Alan Hale Jr. was constantly mistaken for his father in the '60s
Everyone thought Alan Hale Jr. was Alan Hale Sr. throughout his acting career. A real like father, like son moment.
The entertainment industry is an industry where connections run deep. Sometimes, it really is all about who you know as a young actor. For Alan Hale Jr., who played the Skipper on Gilligan's Island, that connection is someone very familiar to him.
His father, Alan Hale Sr., had a successful career in entertainment before his death in 1950. He was known for roles that include: The Adventures of Robin Hood, Adventures of Don Juan, The Sea Hawk and more.
In a 1964 interview with The State, Hale Jr. said many viewers who were fans of his dad, thought he was his reincarnation.
"The older I become the more the confusion," he said. "It's almost as if I'm two people, not one. Even old friends get confused. When the old Errol Flynn movie, Robin Hood, played on television for the first time, one of them said to me 'Saw you on TV last night. Great.' I had to tell him 'That wasn't me. That was my father. That film was made in 1937.'"
The father-son duo shared many striking resemblances with eachother. In voice and with a hearty laugh, he and his father were carbon copies of eachother. Physically, it seems the only difference between the two was his father had curly hair and Hale Jr.'s was straight.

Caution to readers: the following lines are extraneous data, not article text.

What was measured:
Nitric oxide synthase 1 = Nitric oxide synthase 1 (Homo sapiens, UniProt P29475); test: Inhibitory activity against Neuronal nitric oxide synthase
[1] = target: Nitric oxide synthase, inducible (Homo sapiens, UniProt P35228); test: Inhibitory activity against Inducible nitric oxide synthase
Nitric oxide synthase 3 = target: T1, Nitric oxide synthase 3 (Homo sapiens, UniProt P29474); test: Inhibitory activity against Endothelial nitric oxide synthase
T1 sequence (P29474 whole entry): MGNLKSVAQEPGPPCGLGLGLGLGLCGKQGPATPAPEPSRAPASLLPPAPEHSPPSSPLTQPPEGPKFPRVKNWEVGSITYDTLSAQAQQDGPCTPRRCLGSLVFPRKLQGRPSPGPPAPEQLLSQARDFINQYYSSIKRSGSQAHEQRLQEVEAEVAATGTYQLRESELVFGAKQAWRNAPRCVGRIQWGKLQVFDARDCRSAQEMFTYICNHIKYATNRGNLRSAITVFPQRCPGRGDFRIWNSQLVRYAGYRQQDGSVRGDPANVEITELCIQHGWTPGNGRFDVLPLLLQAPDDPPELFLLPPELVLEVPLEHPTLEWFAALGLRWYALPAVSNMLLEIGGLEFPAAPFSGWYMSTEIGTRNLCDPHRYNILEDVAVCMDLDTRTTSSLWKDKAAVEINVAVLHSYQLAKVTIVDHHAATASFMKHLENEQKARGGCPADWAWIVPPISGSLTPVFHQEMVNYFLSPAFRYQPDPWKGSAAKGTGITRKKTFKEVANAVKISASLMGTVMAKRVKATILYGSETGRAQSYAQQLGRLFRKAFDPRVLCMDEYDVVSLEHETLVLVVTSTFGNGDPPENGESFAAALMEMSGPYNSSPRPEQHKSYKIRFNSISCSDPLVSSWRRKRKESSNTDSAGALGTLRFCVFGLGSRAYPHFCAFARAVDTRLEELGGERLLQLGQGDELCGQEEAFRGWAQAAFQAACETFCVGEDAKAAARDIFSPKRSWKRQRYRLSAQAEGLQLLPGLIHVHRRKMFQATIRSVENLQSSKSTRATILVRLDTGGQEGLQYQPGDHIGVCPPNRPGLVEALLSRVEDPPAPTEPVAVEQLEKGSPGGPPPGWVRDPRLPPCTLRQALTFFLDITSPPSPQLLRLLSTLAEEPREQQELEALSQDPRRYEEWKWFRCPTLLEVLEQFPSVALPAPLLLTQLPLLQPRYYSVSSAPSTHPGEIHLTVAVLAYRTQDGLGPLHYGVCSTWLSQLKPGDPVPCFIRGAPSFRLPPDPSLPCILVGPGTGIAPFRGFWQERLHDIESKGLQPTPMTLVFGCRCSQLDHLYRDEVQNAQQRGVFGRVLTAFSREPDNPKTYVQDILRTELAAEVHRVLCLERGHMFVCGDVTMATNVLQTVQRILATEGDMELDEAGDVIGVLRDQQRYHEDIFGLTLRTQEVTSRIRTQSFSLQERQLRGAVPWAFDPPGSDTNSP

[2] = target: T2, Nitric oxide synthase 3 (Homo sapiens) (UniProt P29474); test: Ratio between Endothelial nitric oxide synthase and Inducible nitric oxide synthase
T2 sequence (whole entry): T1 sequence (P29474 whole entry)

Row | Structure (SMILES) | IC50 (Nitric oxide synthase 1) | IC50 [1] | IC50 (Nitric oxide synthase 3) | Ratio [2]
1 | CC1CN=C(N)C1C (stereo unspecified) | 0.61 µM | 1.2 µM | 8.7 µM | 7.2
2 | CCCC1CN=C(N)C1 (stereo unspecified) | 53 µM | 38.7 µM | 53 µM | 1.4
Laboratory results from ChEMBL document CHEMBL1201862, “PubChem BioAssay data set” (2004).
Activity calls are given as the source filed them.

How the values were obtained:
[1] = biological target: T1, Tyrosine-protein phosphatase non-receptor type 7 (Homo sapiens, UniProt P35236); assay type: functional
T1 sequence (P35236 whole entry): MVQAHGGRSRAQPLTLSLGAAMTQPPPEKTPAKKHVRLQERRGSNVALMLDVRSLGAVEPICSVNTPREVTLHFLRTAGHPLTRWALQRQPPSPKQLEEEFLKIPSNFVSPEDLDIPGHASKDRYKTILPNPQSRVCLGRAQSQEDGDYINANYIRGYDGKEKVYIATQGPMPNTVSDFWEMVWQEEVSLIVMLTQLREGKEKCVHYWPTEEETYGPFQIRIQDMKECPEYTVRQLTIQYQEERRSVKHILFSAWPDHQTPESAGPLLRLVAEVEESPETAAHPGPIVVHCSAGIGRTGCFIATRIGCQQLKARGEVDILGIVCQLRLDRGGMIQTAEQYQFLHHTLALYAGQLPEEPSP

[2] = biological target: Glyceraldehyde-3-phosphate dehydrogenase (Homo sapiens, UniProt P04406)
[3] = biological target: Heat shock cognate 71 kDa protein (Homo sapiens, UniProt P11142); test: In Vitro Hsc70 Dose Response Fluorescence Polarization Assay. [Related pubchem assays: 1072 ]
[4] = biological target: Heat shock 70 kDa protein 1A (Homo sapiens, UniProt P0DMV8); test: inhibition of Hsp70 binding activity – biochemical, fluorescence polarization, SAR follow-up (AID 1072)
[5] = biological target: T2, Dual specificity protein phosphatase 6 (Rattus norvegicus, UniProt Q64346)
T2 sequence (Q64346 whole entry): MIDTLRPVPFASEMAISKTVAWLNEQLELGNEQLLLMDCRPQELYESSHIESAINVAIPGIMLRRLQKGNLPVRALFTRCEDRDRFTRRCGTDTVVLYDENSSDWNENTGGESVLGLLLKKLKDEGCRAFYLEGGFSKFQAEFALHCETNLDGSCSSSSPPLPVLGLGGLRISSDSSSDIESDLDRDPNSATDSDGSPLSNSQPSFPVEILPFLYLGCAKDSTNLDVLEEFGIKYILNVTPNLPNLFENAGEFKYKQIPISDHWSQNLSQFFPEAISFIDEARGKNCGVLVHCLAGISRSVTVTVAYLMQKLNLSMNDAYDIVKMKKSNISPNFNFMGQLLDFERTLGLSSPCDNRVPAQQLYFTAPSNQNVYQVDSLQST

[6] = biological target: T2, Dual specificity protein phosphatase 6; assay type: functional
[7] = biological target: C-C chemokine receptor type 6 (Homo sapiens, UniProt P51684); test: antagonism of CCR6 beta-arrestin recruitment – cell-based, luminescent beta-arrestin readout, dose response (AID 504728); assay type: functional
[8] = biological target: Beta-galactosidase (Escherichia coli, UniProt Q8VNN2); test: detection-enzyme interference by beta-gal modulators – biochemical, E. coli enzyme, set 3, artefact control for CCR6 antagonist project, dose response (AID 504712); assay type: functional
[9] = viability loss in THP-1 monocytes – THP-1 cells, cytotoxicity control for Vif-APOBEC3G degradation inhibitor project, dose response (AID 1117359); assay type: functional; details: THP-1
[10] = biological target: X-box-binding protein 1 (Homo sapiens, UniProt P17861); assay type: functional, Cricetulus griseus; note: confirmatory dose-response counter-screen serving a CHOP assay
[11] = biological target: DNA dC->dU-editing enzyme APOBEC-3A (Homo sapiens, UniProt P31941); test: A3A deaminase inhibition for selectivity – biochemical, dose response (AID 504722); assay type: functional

"It's also almost like my dad isn't gone," he said. "Because of TV, we're all still talking about him constantly. At least once a week my children chorus 'Daddy, look - Grandpa is on television!'"
Hale's career had never suffered due to the constant mix up between him and his father, instead it was his way of connecting with his father, even after his death.
In a 1964 interview with Arizona Republic, Hale Jr. said when he joined the cast of Gilligan's Island in 1964 the producer didn't want him to lose weight for the role.
"My going weight is usually 250, but the producer... doesn't want me to lose a pound," he said. "He says my weight adds weight to my role. I carry it pretty well, and I can eat as much of anything as I want to. I love to eat, as did my father."
Gilligan's Island was just another chapter in which he and his father's memory connected. According to Hale Jr., he never complained about his success. He was happy enough with the legacy left by both him and his father.
"With me, it's a way of life, but I couldn't care less whether or not I become an actor's actor," he said. "My father was a working actor, not in the least star conscious. I'll settle for that. As long as there's a job to look forward to, I'm content. But if the day ever comes when producer's won't hire me, then you'll hear me complain, but loud!"